Insurers Weigh Conflicting Climate Pressures

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The exit of a couple of leading insurance groups from the Net-Zero Insurance Alliance (NZIA) highlights the sometimes conflicting pressures faced by the sector as it seeks to navigate climate demands and an increasingly fractious landscape in the US — where a cultural war has broken out over environmental, social and governance (ESG) criteria. But despite US politics and the energy crisis, insurers are still adopting stricter policies on fossil fuels — some with sweeping net-zero pledges, others with more modest commitments. Antitrust concerns have also been raised over collective commitments to phase out fossil fuels, which regulators and governments will need to address.

Switzerland's Zurich Insurance Group recently became the second member to leave the NZIA, just a few days after Germany's Munich Re. More than anything else, this may show how US politics — and the cultural war over ESG criteria — can influence international business, according to Mary Sweeters, senior strategist at activist nonprofit Insure Our Future. But US politics and the wider energy crisis are unlikely to curb the slow but steady trend among insurers to adopt stricter policies on fossil fuels, Sweeters believes. She notes that in the past year — after the war in Ukraine broke out — 10 new companies have issued policies regarding oil and gas insurance. Also, both Munich Re and Zurich are remaining part of the Net-Zero Asset Owner Alliance; insurers are huge asset owners.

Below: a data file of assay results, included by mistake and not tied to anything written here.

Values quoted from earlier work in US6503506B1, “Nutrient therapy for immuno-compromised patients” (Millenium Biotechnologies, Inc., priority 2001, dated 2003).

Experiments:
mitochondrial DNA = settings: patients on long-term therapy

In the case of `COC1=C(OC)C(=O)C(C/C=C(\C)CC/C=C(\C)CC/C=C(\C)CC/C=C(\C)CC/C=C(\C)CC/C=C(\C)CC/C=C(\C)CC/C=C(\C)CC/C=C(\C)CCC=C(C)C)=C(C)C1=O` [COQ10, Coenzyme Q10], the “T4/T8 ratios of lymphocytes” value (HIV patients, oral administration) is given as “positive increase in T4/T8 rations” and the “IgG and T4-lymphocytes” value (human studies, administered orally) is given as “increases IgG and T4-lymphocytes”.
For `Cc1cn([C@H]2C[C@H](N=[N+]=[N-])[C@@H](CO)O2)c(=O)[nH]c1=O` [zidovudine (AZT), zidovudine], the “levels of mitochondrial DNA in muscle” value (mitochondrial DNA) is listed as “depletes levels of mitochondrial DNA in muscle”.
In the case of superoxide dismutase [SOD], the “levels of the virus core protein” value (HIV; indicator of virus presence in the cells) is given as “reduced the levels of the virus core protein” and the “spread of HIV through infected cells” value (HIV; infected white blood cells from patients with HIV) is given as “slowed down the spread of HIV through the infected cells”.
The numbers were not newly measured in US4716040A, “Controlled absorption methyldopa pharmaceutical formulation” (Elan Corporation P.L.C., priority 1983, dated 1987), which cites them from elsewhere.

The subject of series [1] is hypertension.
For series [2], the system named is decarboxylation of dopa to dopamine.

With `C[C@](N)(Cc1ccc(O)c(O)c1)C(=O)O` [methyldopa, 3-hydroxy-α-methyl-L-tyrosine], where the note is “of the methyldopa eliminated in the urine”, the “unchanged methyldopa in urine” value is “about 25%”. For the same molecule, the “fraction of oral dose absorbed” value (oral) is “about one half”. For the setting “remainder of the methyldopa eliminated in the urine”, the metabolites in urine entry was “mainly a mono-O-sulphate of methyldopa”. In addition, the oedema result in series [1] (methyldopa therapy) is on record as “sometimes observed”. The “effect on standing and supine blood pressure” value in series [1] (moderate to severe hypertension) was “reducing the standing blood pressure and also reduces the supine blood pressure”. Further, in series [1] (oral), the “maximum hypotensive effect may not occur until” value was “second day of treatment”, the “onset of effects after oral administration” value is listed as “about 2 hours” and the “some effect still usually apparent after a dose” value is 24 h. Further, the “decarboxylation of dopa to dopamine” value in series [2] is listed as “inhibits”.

Swiss Re, Germany's Allianz and Munich Re said they will generally exclude exploration and development of new oil and gas fields, but will admit exceptions for gas. Allianz may, for example, insure a new gas field "in case a government decides on [its] development for energy security emergency reasons." Likewise, Swiss Re will "make exceptions for projects of companies that are fully aligned with net-zero emissions by 2050, as defined by the SBTi [Science Based Targets initiative] or a comparable third-party assessment."

France's Axa, a major oil and gas insurer, is reducing its investment and insurance exposure to oil sands, the Arctic and shale oil and gas. More generally, it will exclude conventional greenfield oil — but not gas — exploration projects from its underwriting business "unless they are carried out by companies with the most far-reaching and credible transition plans." Zurich's policy is similar.

The UK's Aviva, Bermuda's Fidelis, Italy's Generali, Germany's Hannover Re, Belgium's KBC and Australia's Suncorp have also adopted relatively strong policies, but are not major oil and gas players, Insure Our Future notes in a recent report ranking insurers on climate commitments. In contrast, the US' AIG and Chubb, the UK's Lloyd's and Japan's Tokio Marine, which are strong in oil and gas insurance, have not yet adopted any significant restrictions on conventional oil and gas companies or projects.

Restricting Oil and Gas Insurance
CompanyCountryPremiumsArcticOil SandsOil and Gas
  ($ billion)(x = upholds a restriction or exclusion policy)
Munich ReGermany65xxx
Swiss ReSwitzerland43xxx
Tokio MarineJapan39xx--
Hannover ReGermany37xxx
The HartfordUS10--x--
Axis CapitalBermuda5xx--
Hiscox GroupBermuda4xx--